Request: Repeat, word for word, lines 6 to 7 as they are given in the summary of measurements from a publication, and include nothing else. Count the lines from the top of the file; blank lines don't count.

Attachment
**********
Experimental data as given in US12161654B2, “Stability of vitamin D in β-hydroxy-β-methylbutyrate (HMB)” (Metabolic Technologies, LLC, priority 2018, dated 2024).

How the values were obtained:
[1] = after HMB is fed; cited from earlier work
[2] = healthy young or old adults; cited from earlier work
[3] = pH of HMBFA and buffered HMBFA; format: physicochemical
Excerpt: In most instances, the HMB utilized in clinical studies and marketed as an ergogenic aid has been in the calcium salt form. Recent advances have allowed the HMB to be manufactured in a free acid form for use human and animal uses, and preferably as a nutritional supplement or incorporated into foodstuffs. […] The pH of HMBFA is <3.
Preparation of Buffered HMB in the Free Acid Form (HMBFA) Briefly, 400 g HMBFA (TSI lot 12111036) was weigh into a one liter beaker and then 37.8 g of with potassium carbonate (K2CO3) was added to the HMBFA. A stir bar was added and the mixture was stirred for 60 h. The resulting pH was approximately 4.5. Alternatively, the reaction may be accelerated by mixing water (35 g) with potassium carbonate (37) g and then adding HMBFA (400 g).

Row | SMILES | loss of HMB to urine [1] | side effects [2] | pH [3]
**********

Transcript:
Excerpt: In most instances, the HMB utilized in clinical studies and marketed as an ergogenic aid has been in the calcium salt form. Recent advances have allowed the HMB to be manufactured in a free acid form for use human and animal uses, and preferably as a nutritional supplement or incorporated into foodstuffs. […] The pH of HMBFA is <3.
Preparation of Buffered HMB in the Free Acid Form (HMBFA) Briefly, 400 g HMBFA (TSI lot 12111036) was weigh into a one liter beaker and then 37.8 g of with potassium carbonate (K2CO3) was added to the HMBFA. A stir bar was added and the mixture was stirred for 60 h. The resulting pH was approximately 4.5. Alternatively, the reaction may be accelerated by mixing water (35 g) with potassium carbonate (37) g and then adding HMBFA (400 g).